Is Calabasas the new Abu Dhabi? Are the Californian suburbs the perfect place for new energy experiments in modern apparel? In an editorial shot by MERT & MARCUS and conceptualized by KANYE WEST, 032c travels to the Los Angeles exurb of Calabasas to bathe in the dust of the Wests’ under-construction home designed by Axel Vervoordt. The shoot features cameos by KIM KARDASHIAN WEST, KHLOÉ KARDASHIAN, AMINA BLUE, TRAVIS SCOTT, and others.

“At the time we started collaborating, everything in the world of art and fashion was polished. Everything was smooth, so we felt that Prada must be rough.” For the past decade, a windowless concrete hall at the PRADA headquarters has become an architectural gymnasium for REM KOOLHAAS and his firm OMA/AMO. Traveling from Rotterdam to Milan, architecture critic Jack Self examines the phenomenon of the firm’s catwalks for the Italian mega-house, exploring how Prada and OMA/AMO have teamed up to create the foundation of a new corporate aesthetic.

“You fuck. Or you don’t fuck. You can’t fuck a little.” In a 2012 reportage, writer Alexander Gorkow and photographer Andreas Mühe followed RAMMSTEIN on their tour of America. Since then, our private obsession with this document has become a matter of political urgency. What was once the anti-capitalist spectacle of an East German rock band in 2012, now reads like a seismograph for the right-wing political landscape of 2016. Here, we witness ideology’s opposite: raw energy unhinged from the burden of truth.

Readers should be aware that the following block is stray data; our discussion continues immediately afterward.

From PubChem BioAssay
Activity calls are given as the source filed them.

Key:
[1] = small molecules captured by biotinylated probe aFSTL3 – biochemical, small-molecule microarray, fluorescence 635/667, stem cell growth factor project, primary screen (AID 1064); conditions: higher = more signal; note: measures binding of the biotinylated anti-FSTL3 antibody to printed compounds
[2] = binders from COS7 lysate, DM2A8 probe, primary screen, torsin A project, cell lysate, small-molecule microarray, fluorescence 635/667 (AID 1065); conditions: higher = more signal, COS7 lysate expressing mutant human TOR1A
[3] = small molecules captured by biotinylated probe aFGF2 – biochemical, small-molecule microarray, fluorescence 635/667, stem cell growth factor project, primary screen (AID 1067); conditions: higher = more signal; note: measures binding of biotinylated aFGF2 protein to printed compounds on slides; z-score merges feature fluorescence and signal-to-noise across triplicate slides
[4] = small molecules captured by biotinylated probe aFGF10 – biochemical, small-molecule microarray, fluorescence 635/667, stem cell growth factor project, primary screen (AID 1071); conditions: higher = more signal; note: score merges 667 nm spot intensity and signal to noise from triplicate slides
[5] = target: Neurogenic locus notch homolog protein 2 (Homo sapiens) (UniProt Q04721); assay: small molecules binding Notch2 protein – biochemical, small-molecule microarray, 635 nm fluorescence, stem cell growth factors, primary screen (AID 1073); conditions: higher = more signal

As our contemporary economy grows to demand CREATIVITY from all of its citizens, it has become increasingly unclear exactly what “creativity” is. In a double-feature illustrated by the Japanese photographer Kenta Cobayashi, Joachim Bessing speaks with Wolfgang Ullrich and Lars Vollmer on how society’s idea of a creative ethos has transformed within the digital revolution.